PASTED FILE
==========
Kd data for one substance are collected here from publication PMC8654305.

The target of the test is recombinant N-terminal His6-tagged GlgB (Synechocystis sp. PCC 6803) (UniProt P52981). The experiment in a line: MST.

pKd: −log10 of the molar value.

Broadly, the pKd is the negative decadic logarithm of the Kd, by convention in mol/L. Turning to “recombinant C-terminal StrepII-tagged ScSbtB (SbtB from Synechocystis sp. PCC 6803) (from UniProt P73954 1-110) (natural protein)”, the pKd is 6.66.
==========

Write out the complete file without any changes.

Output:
Kd data for one substance are collected here from publication PMC8654305.

The target of the test is recombinant N-terminal His6-tagged GlgB (Synechocystis sp. PCC 6803) (UniProt P52981). The experiment in a line: MST.

pKd: −log10 of the molar value.

Broadly, the pKd is the negative decadic logarithm of the Kd, by convention in mol/L. Turning to “recombinant C-terminal StrepII-tagged ScSbtB (SbtB from Synechocystis sp. PCC 6803) (from UniProt P73954 1-110) (natural protein)”, the pKd is 6.66.